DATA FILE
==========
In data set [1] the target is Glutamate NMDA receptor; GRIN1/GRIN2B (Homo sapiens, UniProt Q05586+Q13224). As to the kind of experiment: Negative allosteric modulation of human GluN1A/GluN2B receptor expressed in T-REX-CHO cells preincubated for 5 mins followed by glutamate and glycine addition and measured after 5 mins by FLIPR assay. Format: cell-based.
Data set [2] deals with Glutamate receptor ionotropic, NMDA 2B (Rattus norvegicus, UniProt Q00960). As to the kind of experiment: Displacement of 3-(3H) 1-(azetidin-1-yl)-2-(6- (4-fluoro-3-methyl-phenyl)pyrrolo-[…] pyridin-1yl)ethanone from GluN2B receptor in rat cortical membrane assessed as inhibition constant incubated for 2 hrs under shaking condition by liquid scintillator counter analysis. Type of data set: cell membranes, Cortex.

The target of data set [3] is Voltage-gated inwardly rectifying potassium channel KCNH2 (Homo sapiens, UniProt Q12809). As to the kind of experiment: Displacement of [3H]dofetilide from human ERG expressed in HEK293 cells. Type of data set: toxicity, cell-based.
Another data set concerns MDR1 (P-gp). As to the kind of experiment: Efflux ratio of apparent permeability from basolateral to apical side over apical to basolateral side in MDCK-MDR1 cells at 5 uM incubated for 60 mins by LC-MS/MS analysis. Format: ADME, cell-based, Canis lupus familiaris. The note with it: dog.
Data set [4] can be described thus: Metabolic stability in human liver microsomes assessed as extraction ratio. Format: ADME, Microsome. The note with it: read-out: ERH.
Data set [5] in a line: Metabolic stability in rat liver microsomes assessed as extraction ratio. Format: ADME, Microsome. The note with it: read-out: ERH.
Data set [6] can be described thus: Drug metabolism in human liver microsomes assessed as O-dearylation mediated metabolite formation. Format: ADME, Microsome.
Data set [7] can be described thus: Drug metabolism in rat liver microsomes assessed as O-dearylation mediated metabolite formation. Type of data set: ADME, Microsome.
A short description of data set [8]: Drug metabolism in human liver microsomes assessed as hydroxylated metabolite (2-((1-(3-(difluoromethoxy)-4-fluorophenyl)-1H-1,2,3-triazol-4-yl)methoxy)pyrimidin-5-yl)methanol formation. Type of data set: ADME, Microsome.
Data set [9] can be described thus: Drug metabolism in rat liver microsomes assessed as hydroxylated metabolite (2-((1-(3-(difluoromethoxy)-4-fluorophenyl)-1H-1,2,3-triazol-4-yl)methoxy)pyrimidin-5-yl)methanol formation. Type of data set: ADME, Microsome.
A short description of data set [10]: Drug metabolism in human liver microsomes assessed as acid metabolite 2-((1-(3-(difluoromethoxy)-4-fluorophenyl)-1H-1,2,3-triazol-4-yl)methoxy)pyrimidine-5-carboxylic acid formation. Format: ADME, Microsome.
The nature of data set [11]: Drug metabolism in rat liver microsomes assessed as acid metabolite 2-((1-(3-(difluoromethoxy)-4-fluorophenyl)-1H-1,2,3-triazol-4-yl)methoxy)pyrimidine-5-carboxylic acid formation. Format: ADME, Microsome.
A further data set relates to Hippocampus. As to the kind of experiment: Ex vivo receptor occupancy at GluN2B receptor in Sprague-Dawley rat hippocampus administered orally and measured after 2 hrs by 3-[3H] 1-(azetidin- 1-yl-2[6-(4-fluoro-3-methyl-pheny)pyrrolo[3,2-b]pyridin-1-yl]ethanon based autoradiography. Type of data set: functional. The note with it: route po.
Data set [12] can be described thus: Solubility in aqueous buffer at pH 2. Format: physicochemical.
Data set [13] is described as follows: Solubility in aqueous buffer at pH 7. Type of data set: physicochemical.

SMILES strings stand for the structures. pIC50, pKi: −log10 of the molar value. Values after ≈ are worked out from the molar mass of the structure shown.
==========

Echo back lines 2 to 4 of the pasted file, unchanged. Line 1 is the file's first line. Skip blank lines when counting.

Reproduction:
Data set [2] deals with Glutamate receptor ionotropic, NMDA 2B (Rattus norvegicus, UniProt Q00960). As to the kind of experiment: Displacement of 3-(3H) 1-(azetidin-1-yl)-2-(6- (4-fluoro-3-methyl-phenyl)pyrrolo-[…] pyridin-1yl)ethanone from GluN2B receptor in rat cortical membrane assessed as inhibition constant incubated for 2 hrs under shaking condition by liquid scintillator counter analysis. Type of data set: cell membranes, Cortex.

The target of data set [3] is Voltage-gated inwardly rectifying potassium channel KCNH2 (Homo sapiens, UniProt Q12809). As to the kind of experiment: Displacement of [3H]dofetilide from human ERG expressed in HEK293 cells. Type of data set: toxicity, cell-based.
Another data set concerns MDR1 (P-gp). As to the kind of experiment: Efflux ratio of apparent permeability from basolateral to apical side over apical to basolateral side in MDCK-MDR1 cells at 5 uM incubated for 60 mins by LC-MS/MS analysis. Format: ADME, cell-based, Canis lupus familiaris. The note with it: dog.